On May 10, the 43.5-metre schooner Avontuur arrived in the port of Hamburg. This traditional sailing vessel, built in 1920, transported some 70 tonnes of coffee, cacao and rum across the Atlantic. The shipping company Timbercoast, which owns and operates Avontuur, says it aims to prove that sailing ships can offer an environmentally sustainable alternative to the heavily polluting shipping industry, despite being widely seen as a technology of yesteryear.




Read more:
The urgency of curbing pollution from ships, explained


Similar initiatives exist across the world. In the Netherlands, Fairtransport operates two vessels on European and transatlantic routes. In France, Transoceanic Wind Transport sails multiple vessels across the English Channel and Atlantic Ocean, and along European coasts. The US-based vessel Kwai serves islands in the Pacific. And Sail Cargo, based in Costa Rica, is building Ceiba, a zero-emission cargo sailing ship.

Transporting cargo by sail is both a practical response to climate change and a contribution to a larger debate.

These initiatives have an environmental objective: transporting cargo without generating greenhouse gas emissions. But are they really a viable alternative to today’s huge fossil-fuelled maritime cargo transport industry?

Shipping emission targets?

On April 13, 2018, the International Maritime Organization, the United Nations body that regulates shipping, agreed for the first time to limit the sector’s greenhouse emissions. It’s targeting a 50% reduction by 2050 (relative to 2008 levels), with the aim to phase out emissions entirely.

This was a breakthrough, given that both the 1997 Kyoto Protocol and the 2015 Paris Agreement exclude international shipping (and international aviation) from emissions targets, because these are so hard to attribute to individual countries.

Conventional seaborne cargo transport is relatively energy-efficient. It emits less greenhouse gas per tonne-kilometre (one tonne of goods transported over one kilometre) than transport by train, truck or plane. But because 80-90% of all goods we consume are transported by sea, the total emissions of the shipping industry are immense.

According to figures from the International Maritime Organization (IMO), shipping accounts for 2-3% of global emissions – outstripping the 2% share generated by civil aviation.

As the global demand for goods increases, so does the need for shipping. As a result, the IMO has projected that the sector’s greenhouse emissions will grow by anything between 50% and 250% between 2012 and 2050, despite improvements in fuel composition and efficiency. More worryingly, a commentary on that report in Nature Climate Change warns that “none of the anticipated shipping scenarios even approach what is necessary for the sector to make its ‘fair and proportionate’ contribution to avoiding 2℃ of warming”.

A recent report commissioned by the European Parliament raises further alarm bells, underscoring the fact that the sector’s huge growth is likely to swamp any carbon savings that come from improved operations. On top of this, the significant progress made in other industries means that the relative share of greenhouse gas emissions from cargo shipping is likely to increase from the current 2-3% to 17% by 2050.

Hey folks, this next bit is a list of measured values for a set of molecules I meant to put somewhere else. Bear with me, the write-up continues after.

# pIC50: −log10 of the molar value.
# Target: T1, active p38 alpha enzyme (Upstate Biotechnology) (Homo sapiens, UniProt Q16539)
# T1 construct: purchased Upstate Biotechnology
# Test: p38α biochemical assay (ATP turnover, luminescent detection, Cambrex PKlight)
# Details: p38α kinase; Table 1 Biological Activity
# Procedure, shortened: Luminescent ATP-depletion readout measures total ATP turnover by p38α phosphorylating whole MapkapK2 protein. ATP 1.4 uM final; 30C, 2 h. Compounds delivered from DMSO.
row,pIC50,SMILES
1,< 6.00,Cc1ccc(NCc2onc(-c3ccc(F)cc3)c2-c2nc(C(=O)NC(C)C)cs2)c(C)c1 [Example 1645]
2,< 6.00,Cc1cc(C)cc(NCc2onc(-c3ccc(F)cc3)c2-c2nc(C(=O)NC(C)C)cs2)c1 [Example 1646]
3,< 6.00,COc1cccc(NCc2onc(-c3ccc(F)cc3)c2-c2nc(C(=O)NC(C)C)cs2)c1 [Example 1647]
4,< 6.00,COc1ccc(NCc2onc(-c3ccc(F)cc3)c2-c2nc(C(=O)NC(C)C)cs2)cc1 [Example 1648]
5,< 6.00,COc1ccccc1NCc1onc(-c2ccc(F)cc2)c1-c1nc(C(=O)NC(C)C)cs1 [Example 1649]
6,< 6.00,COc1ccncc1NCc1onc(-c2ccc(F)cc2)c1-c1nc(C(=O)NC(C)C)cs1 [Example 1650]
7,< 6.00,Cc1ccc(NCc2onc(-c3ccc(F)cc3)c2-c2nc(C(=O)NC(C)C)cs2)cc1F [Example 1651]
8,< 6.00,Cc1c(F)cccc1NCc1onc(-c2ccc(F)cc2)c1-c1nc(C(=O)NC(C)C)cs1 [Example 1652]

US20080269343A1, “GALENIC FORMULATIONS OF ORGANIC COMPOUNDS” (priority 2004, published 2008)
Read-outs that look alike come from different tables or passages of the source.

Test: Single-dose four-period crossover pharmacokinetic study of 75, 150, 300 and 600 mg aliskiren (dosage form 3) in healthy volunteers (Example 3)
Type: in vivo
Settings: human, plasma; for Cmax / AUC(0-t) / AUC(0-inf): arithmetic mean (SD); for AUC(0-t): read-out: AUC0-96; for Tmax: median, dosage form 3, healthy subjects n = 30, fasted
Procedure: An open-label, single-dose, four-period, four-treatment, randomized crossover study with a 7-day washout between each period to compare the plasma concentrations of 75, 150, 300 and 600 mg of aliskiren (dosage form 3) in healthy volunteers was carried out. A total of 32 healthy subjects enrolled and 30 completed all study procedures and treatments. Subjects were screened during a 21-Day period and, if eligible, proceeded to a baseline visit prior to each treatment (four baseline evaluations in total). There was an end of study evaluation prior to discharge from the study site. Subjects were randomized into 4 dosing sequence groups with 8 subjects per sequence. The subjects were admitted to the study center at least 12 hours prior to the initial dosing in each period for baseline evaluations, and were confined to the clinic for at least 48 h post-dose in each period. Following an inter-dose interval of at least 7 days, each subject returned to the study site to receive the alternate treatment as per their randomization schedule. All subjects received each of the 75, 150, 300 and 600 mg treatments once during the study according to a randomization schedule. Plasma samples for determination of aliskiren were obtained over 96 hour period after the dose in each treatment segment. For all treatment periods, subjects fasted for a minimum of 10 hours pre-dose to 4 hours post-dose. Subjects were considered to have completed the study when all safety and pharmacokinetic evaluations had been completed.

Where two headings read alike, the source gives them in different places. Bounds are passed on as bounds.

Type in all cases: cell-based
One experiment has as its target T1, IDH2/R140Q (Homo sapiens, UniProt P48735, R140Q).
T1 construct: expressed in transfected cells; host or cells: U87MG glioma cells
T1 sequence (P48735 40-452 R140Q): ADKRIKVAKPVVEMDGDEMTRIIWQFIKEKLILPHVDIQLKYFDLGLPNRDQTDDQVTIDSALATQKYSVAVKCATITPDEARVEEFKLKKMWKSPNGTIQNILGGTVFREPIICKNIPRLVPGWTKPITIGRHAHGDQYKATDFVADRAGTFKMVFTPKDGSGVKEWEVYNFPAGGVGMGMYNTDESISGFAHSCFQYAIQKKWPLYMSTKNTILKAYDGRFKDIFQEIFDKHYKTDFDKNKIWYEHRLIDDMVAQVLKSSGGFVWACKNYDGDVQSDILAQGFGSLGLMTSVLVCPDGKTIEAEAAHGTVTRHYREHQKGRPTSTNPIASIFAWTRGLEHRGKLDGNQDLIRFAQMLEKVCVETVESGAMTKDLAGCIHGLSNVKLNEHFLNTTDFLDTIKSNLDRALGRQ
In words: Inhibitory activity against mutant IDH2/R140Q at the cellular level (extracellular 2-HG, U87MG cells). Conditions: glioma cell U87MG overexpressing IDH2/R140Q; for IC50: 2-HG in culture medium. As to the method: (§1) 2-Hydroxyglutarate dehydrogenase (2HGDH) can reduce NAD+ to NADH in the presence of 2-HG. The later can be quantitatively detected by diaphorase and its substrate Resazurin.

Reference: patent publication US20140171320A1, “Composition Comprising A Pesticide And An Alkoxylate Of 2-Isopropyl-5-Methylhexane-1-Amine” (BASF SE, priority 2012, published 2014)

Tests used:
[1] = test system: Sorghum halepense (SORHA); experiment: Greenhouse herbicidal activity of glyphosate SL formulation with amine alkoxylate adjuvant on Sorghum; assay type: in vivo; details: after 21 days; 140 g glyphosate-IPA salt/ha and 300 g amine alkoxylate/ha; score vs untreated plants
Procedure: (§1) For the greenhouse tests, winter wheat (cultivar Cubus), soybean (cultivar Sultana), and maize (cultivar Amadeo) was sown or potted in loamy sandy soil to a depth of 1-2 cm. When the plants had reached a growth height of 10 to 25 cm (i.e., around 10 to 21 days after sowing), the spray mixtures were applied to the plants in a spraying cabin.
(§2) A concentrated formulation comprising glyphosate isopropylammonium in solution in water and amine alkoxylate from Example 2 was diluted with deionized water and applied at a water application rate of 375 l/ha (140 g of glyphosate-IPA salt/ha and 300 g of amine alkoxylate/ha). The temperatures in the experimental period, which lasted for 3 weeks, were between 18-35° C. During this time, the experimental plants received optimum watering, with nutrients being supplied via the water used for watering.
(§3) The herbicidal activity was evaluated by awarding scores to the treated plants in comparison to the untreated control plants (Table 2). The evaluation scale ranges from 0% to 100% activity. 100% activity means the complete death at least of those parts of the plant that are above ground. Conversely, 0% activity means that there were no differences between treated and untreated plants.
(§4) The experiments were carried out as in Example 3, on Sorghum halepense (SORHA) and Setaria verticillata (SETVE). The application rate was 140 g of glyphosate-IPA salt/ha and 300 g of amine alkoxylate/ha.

Yo ho ho, shipping rum the old-fashioned way aboard the Aventuur.
Timbercoast

Zero-emission vessels?

The OECD International Transport Forum is less pessimistic. It projects a 23% increase in the sector’s emissions between 2015 and 2035 on current trends, but also argues that it will be possible to decarbonise maritime transport altogether by 2035, through the “maximum deployment of currently known technologies”.

These emissions-reducing propulsion technologies include kites, solar electricity, and advanced sail technology. Some of them, such as Flettner rotors, are already in use. But these will not be scaled up and become viable unless there is strict regulation, even if some shipping companies have taken steps to reduce their emissions ahead of a binding IMO target. Electricity-propelled container barges operate in Belgium and the Netherlands.

Meanwhile, the IMO faced a tricky balancing act in juggling the priorities of different countries. Climate-vulnerable nations such as the Marshall Islands want shipping emissions to be cut entirely by 2035. The European Union has proposed a reduction of 70-100% by 2050, while emerging economies such as Brazil, Saudi Arabia and India have argued against any emissions target at all. Despite these differences, the IMO did agree on a 50% reduction target by 2050 in April 2018.

Sail cargo

It took Avontuur 126 days to sail from France to Honduras, Mexico, Cuba and home to Germany. But conventional container ships can cross the Atlantic in about a week. Avontuur was carrying more than 70 tonnes of cargo on arrival in Germany. But many cargo vessels now carry more than 20,000 standard shipping containers (TEU), each weighing more than 2 tonnes and able to hold more than 20 tonnes of cargo.

Given the relatively small capacity of sailing ships, it is expensive and labour-intensive to ship cargo this way. But despite these limitations, support for sail cargo initiatives is growing. A consortium of small North Sea ports, for example, will “create sail cargo hubs in small ports and harbours, giving local businesses direct access to ethically transported goods”.

Ceiba, a new sailing vessel builds on traditional skills and incorporates new technologies to help attain global carbon emission targets.

These initiatives signal the revival of sail cargo with an explicit environmental agenda, although this effort is dwarfed by the scale of the global shipping industry. But while they don’t stack up in logistical terms, these voyages can help us see the possibilities for a world without fossil fuels. Sail cargo aims to rethink not only the means of propulsion for cargo vessels, but the entire scale, economy and ethics of cargo transport.

Traditional sailing vessels like Avontuur will not be able to compete with conventional cargo vessels on speed, scale or cost. But they help us focus on the underlying issue. We ship too much, too often and too far. The scale of shipping is unsustainable. That is why we need a change of mindset as much as a change of technology.

The ConversationSail cargo initiatives raise awareness about the devastating environmental effects of conventional cargo shipping. And they do so by showing that an alternative is possible. Indeed, it has been around for thousands of years.

Christiaan De Beukelaer, Lecturer in Cultural Policy, University of Melbourne

This article was originally published on The Conversation. Read the original article.

Sea Shepherd: Founder Arrested


The link below is to an article reporting on the arrest of Paul Watson, founder of Sea Shepherd Conservation Society, for ‘violation of ships traffic’ some ten years ago.

For more visit:
http://www.independent.co.uk/news/world/americas/antiwhaling-activist-arrested-for-ramming-boat-10-years-ago-7746817.html